In spite of that, the house in Sooden became a beautiful escape spot even though we no longer spoke with the neighbors. We lived alone for us. We were still respected and tolerated, but the Sun had grown darker.

Ruth had married Dr. Leonard Fulda from Mainz. He was a wonderful kind man, and the two were very happy with each other….

Already before the 1st World war was it our intention to build ourselves a house in Eschwege. The houses which were available were old, old-fashioned, and many without gas or electric. ….[w]ith the outbreak of the war we postponed the building. I was not called to the colors as my work was considered more important.

In 1926 we started to build…It was a house that was the talk of many throughout Europe as it incorporated many features which at that time were new, modern, unheard of, and the house remains just as modern today as it was at that time. [What follows is a detailed description of the house.] My daughter Hilde was married in the house, and the ceremony as well as the set table for more than 30 guests did not interfere with each other. We lived in this house from 1926 until 1938. We lived there happily until we were chased out of Germany by the Nazis. At this moment [1940] the Nazis have converted the house into a temporary hospital.

Home of Julius and Elsa (Werner) Loewnethal in Eschwege Courtesy of Joanne Warner-Loewenthal

[In the next section of his memoir, Julius described how despite the economic conditions in Germany generally, he was able to make extensive expansions in the family business including the construction of a new factory.]

The years 1924 through 1933 passed with growing political and unemployment tensions. …and the Jews became a very convenient place to heap the blame …[i]n spite of the fact that the German Jews were through their activity still one of the stable areas in the floundering economy. There were many Jewish owned businesses of different sizes throughout Germany, and nearly all commanded the respect of the business world including my own fine reputation, which reached far beyond the borders of Germany. This, while other non-Jewish businesses went bankrupt, contributed to the hate and jealousy of those unfortunate and unemployed. It was a vicious circle.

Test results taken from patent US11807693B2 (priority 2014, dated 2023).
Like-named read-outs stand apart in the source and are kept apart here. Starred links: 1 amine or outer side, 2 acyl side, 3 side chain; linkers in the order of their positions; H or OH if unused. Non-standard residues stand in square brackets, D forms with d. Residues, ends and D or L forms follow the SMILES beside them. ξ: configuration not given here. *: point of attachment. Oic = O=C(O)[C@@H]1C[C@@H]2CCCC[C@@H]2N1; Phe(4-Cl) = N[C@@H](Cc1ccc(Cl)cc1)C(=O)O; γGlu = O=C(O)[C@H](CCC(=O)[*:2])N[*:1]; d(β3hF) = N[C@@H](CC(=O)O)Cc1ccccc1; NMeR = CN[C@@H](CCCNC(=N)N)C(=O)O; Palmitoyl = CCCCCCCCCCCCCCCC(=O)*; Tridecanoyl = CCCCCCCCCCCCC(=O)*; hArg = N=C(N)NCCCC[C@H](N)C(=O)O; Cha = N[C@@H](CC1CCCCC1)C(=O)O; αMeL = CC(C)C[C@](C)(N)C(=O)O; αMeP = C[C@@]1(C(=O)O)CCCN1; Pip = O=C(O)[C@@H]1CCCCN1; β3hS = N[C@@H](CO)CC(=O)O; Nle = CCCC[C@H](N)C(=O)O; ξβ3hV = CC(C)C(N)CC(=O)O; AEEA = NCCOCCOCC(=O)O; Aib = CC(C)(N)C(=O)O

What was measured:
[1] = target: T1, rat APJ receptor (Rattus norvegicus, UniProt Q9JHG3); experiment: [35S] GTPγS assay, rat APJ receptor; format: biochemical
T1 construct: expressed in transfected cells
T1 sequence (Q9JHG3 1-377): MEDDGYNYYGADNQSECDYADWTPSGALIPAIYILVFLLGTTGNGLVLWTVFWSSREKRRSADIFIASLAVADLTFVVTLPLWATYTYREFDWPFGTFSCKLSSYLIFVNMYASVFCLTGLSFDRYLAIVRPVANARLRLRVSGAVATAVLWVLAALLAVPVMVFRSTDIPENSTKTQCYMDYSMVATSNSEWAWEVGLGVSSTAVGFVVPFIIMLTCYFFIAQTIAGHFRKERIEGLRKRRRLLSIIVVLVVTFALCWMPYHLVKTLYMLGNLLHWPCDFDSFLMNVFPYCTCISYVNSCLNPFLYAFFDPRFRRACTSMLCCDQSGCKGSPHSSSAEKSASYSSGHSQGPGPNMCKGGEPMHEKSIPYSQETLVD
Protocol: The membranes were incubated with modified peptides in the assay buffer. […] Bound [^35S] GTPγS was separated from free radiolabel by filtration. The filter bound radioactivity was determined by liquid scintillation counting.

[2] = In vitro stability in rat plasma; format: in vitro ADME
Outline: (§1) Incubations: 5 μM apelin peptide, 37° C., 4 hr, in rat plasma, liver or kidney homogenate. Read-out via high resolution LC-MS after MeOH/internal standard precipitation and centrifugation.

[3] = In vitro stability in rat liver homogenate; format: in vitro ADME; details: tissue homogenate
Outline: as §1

Somehow despite the awful economic suffering experienced throughout Germany after World War I, Julius Loewenthal managed to continue to expand his business and live comfortably both in Eschwege and in their vacation home in Bad Sooden. But he and his family were already experiencing the growth of anti-Semitism. They likely, however, had no idea just how bad things were going to get.

More in the next segment of Julius Loewenthal’s memoir in my next post. I will be taking a short break this week, but will post Parts IV and V next week.